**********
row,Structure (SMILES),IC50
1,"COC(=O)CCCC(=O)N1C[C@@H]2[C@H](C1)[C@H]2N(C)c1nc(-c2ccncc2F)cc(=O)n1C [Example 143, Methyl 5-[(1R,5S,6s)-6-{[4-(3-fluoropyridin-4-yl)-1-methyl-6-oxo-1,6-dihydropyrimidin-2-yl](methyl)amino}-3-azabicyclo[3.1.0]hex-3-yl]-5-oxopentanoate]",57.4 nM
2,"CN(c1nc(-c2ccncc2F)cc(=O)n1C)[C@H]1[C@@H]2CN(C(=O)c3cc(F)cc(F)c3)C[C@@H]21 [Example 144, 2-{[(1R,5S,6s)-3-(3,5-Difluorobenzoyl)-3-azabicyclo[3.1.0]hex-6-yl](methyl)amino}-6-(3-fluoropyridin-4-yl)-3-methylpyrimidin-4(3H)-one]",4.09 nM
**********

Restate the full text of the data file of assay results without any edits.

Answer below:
row,Structure (SMILES),IC50
1,"COC(=O)CCCC(=O)N1C[C@@H]2[C@H](C1)[C@H]2N(C)c1nc(-c2ccncc2F)cc(=O)n1C [Example 143, Methyl 5-[(1R,5S,6s)-6-{[4-(3-fluoropyridin-4-yl)-1-methyl-6-oxo-1,6-dihydropyrimidin-2-yl](methyl)amino}-3-azabicyclo[3.1.0]hex-3-yl]-5-oxopentanoate]",57.4 nM
2,"CN(c1nc(-c2ccncc2F)cc(=O)n1C)[C@H]1[C@@H]2CN(C(=O)c3cc(F)cc(F)c3)C[C@@H]21 [Example 144, 2-{[(1R,5S,6s)-3-(3,5-Difluorobenzoyl)-3-azabicyclo[3.1.0]hex-6-yl](methyl)amino}-6-(3-fluoropyridin-4-yl)-3-methylpyrimidin-4(3H)-one]",4.09 nM